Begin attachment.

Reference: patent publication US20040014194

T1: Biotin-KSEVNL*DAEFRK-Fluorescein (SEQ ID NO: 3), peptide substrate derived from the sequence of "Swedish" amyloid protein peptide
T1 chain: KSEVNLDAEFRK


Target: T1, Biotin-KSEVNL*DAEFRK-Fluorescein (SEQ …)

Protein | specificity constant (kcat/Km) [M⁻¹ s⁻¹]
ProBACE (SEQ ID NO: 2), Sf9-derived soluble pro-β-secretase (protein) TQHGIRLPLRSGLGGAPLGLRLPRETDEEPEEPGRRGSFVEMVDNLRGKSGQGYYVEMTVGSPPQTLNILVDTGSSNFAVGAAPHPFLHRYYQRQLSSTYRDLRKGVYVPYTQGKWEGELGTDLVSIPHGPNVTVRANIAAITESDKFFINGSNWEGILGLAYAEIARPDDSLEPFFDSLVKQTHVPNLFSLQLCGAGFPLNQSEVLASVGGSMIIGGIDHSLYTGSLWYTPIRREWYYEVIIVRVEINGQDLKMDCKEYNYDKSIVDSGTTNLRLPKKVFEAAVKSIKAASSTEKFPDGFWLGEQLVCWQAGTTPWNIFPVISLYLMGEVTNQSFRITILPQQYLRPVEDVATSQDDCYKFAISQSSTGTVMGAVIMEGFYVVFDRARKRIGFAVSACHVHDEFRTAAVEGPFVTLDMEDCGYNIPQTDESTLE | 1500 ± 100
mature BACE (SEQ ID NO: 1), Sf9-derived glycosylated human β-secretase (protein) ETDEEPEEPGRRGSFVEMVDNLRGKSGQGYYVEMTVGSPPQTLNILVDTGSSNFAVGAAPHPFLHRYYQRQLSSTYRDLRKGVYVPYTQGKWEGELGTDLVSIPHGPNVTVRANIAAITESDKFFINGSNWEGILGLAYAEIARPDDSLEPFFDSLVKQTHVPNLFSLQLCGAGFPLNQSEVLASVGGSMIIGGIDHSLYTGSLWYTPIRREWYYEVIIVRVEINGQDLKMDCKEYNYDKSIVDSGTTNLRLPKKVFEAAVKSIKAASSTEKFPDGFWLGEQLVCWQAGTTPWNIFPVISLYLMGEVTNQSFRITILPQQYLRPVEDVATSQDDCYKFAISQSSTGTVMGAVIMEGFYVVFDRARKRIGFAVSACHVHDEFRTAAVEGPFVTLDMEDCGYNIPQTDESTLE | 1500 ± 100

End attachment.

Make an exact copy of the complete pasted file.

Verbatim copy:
Reference: patent publication US20040014194

T1: Biotin-KSEVNL*DAEFRK-Fluorescein (SEQ ID NO: 3), peptide substrate derived from the sequence of "Swedish" amyloid protein peptide
T1 chain: KSEVNLDAEFRK


Target: T1, Biotin-KSEVNL*DAEFRK-Fluorescein (SEQ …)

Protein | specificity constant (kcat/Km) [M⁻¹ s⁻¹]
ProBACE (SEQ ID NO: 2), Sf9-derived soluble pro-β-secretase (protein) TQHGIRLPLRSGLGGAPLGLRLPRETDEEPEEPGRRGSFVEMVDNLRGKSGQGYYVEMTVGSPPQTLNILVDTGSSNFAVGAAPHPFLHRYYQRQLSSTYRDLRKGVYVPYTQGKWEGELGTDLVSIPHGPNVTVRANIAAITESDKFFINGSNWEGILGLAYAEIARPDDSLEPFFDSLVKQTHVPNLFSLQLCGAGFPLNQSEVLASVGGSMIIGGIDHSLYTGSLWYTPIRREWYYEVIIVRVEINGQDLKMDCKEYNYDKSIVDSGTTNLRLPKKVFEAAVKSIKAASSTEKFPDGFWLGEQLVCWQAGTTPWNIFPVISLYLMGEVTNQSFRITILPQQYLRPVEDVATSQDDCYKFAISQSSTGTVMGAVIMEGFYVVFDRARKRIGFAVSACHVHDEFRTAAVEGPFVTLDMEDCGYNIPQTDESTLE | 1500 ± 100
mature BACE (SEQ ID NO: 1), Sf9-derived glycosylated human β-secretase (protein) ETDEEPEEPGRRGSFVEMVDNLRGKSGQGYYVEMTVGSPPQTLNILVDTGSSNFAVGAAPHPFLHRYYQRQLSSTYRDLRKGVYVPYTQGKWEGELGTDLVSIPHGPNVTVRANIAAITESDKFFINGSNWEGILGLAYAEIARPDDSLEPFFDSLVKQTHVPNLFSLQLCGAGFPLNQSEVLASVGGSMIIGGIDHSLYTGSLWYTPIRREWYYEVIIVRVEINGQDLKMDCKEYNYDKSIVDSGTTNLRLPKKVFEAAVKSIKAASSTEKFPDGFWLGEQLVCWQAGTTPWNIFPVISLYLMGEVTNQSFRITILPQQYLRPVEDVATSQDDCYKFAISQSSTGTVMGAVIMEGFYVVFDRARKRIGFAVSACHVHDEFRTAAVEGPFVTLDMEDCGYNIPQTDESTLE | 1500 ± 100